Prime Minister Shinzo Abe spoke with U.S. President Donald Trump on Tuesday over the phone on the situation in Iran a day before the Japanese leader embarks on a visit to the Middle Eastern country, the top government spokesman said.
"The two leaders exchanged views on regional issues, including the situation in Iran" in a phone call, Chief Cabinet Secretary Yoshihide Suga said at a press conference.
Abe plans to visit Tehran from Wednesday, becoming the first Japanese leader to do so since the Islamic Revolution four decades ago.
During the visit, the premier plans to meet separately with Iranian President Hassan Rouhani and Supreme Leader Ayatollah Ali Khamenei. The trip comes amid heightened tensions between the United States and Iran over Tehran's nuclear program.
A Japanese government official declined to give details of the 20-minute phone call, citing the diplomatically sensitive nature of the topic.
But Abe is likely to have reiterated his intention of encouraging Iran, with which Japan has traditionally maintained friendly relations, to engage in dialogue. Trump endorsed such efforts during a visit to Japan in late May.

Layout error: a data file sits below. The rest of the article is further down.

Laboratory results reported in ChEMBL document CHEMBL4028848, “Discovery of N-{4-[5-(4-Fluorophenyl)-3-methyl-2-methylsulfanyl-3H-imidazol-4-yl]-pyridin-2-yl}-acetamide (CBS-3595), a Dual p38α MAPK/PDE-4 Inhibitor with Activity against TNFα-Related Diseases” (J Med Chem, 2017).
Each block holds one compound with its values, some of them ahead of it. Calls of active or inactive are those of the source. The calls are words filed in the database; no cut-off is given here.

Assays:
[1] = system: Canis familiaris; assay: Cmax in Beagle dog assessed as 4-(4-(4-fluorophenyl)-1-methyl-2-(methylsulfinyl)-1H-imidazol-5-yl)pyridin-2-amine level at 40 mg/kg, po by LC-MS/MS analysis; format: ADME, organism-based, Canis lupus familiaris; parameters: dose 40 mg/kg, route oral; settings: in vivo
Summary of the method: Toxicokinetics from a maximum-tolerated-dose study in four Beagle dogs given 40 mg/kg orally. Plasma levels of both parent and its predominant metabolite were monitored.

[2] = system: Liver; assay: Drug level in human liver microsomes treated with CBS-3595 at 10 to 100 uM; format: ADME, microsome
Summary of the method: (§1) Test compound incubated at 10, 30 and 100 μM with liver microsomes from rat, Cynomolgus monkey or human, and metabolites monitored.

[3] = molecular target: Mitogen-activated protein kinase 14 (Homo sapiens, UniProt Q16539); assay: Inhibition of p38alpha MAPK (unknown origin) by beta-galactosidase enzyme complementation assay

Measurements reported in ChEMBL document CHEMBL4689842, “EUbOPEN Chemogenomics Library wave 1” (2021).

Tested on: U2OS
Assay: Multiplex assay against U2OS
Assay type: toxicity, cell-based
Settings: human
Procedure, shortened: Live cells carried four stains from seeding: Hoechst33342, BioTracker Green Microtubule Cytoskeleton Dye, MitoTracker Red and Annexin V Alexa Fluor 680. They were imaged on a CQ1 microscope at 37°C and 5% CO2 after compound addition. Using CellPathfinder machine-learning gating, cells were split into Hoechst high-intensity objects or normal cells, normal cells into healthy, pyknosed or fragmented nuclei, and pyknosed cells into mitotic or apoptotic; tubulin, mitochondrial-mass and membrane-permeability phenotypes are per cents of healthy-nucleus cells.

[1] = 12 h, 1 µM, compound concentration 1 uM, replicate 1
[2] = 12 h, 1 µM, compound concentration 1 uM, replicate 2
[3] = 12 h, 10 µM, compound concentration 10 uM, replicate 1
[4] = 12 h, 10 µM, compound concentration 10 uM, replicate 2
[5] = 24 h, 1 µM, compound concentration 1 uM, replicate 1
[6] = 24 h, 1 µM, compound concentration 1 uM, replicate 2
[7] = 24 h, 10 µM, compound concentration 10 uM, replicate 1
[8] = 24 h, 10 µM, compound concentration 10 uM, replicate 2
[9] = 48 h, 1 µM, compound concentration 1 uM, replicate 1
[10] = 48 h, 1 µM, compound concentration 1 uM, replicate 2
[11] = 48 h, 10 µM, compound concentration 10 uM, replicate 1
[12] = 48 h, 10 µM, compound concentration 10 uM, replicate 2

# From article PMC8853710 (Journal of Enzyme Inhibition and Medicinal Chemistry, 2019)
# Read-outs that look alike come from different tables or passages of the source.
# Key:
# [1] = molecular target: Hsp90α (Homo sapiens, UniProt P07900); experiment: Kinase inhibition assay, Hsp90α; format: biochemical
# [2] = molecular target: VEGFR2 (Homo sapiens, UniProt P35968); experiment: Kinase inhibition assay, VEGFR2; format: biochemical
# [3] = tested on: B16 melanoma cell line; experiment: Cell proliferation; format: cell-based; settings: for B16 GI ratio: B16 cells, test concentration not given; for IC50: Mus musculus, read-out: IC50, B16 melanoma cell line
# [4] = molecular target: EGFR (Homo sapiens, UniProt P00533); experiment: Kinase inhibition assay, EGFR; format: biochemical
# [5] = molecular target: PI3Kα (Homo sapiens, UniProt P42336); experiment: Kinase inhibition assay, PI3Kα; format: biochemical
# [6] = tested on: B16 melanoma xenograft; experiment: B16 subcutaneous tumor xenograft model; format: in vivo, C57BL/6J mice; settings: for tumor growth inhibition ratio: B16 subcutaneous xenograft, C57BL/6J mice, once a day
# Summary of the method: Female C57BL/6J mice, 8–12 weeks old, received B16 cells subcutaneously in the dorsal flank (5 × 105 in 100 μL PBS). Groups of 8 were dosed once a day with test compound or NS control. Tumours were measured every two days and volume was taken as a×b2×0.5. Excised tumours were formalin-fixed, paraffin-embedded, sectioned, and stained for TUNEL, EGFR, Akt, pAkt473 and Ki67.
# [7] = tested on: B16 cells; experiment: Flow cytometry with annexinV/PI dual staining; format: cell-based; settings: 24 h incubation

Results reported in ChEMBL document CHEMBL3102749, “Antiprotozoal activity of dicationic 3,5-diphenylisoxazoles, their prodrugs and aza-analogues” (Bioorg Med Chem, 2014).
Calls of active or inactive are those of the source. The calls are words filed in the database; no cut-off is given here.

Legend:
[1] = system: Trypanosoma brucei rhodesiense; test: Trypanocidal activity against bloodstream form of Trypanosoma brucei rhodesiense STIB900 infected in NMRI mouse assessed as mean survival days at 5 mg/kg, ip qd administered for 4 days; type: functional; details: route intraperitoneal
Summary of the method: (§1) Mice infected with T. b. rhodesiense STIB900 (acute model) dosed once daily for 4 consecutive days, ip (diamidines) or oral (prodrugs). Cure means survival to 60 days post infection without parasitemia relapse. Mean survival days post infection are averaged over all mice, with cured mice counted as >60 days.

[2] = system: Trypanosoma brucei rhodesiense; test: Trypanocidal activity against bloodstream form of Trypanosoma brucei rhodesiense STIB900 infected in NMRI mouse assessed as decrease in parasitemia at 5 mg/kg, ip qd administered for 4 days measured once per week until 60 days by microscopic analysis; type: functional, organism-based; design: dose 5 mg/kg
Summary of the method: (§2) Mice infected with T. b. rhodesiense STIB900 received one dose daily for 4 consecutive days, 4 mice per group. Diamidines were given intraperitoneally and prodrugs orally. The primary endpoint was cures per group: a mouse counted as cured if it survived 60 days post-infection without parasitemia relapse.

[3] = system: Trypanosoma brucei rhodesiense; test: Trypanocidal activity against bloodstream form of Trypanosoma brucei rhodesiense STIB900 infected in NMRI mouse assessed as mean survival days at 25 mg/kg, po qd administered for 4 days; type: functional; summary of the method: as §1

Trump's decision last year to withdraw from a 2015 international nuclear agreement with Iran and reinstate economic sanctions has elicited a strong backlash from Tehran, prompting it to suspend some of its commitments under the deal.
(Abe, left, and Rouhani meet in New York in September 2018)
In May, Iran said it would keep more enriched uranium than allowed under the nuclear accord, and set a 60-day deadline to negotiate new terms.
Further escalating tensions, Washington recently dispatched an aircraft carrier strike group and bombers to the Persian Gulf, and decided to send additional U.S. troops to the region.
The last Japanese prime minister to visit Iran was Takeo Fukuda in 1978.